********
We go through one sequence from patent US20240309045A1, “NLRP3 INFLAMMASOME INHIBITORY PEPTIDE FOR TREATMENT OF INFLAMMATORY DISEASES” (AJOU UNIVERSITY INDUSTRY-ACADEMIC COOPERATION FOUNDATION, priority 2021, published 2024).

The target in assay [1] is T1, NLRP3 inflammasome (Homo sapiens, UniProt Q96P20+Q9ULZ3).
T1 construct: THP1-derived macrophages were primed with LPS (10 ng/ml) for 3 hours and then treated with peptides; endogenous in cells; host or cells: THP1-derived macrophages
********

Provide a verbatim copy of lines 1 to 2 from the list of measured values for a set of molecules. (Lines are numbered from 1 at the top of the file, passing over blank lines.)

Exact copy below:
We go through one sequence from patent US20240309045A1, “NLRP3 INFLAMMASOME INHIBITORY PEPTIDE FOR TREATMENT OF INFLAMMATORY DISEASES” (AJOU UNIVERSITY INDUSTRY-ACADEMIC COOPERATION FOUNDATION, priority 2021, published 2024).

The target in assay [1] is T1, NLRP3 inflammasome (Homo sapiens, UniProt Q96P20+Q9ULZ3).